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Byrd in Flight (1960)

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Lex Humphries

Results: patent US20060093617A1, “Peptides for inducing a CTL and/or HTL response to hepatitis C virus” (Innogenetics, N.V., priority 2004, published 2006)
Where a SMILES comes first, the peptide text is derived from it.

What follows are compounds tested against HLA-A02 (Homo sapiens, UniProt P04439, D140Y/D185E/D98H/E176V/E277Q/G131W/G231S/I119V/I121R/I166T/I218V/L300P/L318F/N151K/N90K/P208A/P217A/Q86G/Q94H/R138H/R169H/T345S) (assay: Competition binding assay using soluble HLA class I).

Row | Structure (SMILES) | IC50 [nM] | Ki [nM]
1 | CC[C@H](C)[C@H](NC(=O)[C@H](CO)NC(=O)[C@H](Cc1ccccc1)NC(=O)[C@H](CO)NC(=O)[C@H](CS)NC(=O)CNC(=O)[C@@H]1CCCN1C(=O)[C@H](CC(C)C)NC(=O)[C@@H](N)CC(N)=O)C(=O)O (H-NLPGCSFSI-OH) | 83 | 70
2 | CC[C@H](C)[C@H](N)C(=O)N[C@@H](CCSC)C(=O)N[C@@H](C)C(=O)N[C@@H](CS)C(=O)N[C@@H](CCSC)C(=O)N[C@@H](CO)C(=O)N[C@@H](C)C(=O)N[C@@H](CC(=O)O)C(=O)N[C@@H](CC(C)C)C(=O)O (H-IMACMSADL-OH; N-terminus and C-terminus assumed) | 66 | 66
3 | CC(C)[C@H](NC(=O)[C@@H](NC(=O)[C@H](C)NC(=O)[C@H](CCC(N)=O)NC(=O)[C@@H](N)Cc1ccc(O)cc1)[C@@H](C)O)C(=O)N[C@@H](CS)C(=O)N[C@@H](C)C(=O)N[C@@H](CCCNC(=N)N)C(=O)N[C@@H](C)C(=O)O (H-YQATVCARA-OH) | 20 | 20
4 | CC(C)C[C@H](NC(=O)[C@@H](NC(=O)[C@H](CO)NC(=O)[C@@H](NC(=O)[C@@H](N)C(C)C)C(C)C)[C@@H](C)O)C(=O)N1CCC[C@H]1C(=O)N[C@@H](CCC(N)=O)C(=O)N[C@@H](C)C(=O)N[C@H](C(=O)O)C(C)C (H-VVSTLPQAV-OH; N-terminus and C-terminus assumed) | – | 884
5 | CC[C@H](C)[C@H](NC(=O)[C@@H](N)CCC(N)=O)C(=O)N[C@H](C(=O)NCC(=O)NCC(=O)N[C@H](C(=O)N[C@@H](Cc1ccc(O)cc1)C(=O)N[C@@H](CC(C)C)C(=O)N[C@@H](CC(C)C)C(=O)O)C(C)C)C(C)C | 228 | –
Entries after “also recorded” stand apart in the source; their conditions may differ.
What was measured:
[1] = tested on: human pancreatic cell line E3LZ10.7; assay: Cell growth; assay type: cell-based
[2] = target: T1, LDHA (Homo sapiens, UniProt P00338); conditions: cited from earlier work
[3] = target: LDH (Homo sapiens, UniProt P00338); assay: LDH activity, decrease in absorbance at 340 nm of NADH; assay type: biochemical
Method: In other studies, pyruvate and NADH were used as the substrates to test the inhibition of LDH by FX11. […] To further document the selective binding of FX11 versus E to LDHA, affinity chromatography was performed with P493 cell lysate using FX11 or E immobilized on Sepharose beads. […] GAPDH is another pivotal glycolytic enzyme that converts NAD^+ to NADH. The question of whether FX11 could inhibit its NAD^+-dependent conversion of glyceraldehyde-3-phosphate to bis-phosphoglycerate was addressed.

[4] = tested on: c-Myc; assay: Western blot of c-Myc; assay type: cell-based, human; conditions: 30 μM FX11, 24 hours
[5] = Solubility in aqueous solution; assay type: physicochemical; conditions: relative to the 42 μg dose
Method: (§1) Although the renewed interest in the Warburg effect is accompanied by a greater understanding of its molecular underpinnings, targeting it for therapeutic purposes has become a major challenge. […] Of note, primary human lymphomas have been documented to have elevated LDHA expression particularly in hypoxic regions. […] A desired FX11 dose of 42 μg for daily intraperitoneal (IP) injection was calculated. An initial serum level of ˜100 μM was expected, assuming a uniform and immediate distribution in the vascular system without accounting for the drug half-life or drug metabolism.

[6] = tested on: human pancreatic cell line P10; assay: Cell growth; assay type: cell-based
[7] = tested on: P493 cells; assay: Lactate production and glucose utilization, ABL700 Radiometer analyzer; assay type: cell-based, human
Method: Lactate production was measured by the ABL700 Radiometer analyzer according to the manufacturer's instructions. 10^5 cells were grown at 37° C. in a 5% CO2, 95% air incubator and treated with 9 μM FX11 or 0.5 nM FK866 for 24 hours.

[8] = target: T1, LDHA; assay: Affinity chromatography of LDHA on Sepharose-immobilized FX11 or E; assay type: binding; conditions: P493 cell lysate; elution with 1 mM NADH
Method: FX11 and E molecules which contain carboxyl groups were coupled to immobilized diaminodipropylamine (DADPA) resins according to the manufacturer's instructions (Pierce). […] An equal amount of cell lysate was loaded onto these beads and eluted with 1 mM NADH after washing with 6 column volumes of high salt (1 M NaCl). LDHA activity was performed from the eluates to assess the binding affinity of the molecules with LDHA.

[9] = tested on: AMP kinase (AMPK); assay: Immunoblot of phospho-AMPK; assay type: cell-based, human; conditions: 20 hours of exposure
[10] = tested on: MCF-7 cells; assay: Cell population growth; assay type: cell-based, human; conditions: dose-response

By the time of this fourth Blue Note album by trumpeter Donald Byrd, it became clear that his playing was becoming stronger with the passing of time. This album features separate studio sessions from January and July of 1960 with constants Duke Pearson on piano and drummer Lex Humphries. Bassists Doug Watkins and Reggie Workman split duties six tracks to three, as do tenor saxophonist Hank Mobley and alto saxophonist Jackie McLean, making for some interesting sonic combinations, although Byrd is the dominant voice. Several of these selections are penned by Byrd, but it is pianist Pearson who contributes four of the most potent compositions on Byrd in Flight, supplying the wings for these quintet recordings to take off with. Of the Pearson originals, "Gate City," with Mobley, is an attractive soul shuffle with a basic tandem line played one time through; "Bo," with Byrd and McLean, is a singing, easy blues; and "My Girl Shirl" is an all-Byrd-led bopper with McLean in late and a brief Latin break. Byrd's "Ghana," dedicated to that country's liberation, is not so much Afrocentric as it is a hip modal Afro-Cuban to hard bop streaker in an assertive tone. "Lex" is typical hard bop fare, with the tenor saxophonist and trumpeter going to town, while a supreme version of the ballad standard "Little Boy Blue" has the ever present Pearson and Byrd in slow musical repast about lost opportunities, primed by the sultry bass playing of Workman. Three extra tracks are included on the CD with Watkins and Mobley, including another Pearson original, "Child's Play," which moves from simple to rambling; the ballad of Byrd's "Carol," where Mobley's hesitant and heart-stopping tenor plays the part to the hilt; and the catwalk blues "Soulful Kiddy" in a puckish (as described by liner note author Nat Hentoff), sly, and coy manner. Given the split-decision nature of the two bands, and because it's nigh impossible to pick a favorite between the soulful Mobley and the more shrill McLean, listeners will have to decide if they can happily live with both versions of the group on one CD, or hear more via other recordings apart from this seminal recording Donald Byrd hath wrought. Either way, the lover of hard bop to post-bop wins in the end. ~ Michael G. Nastos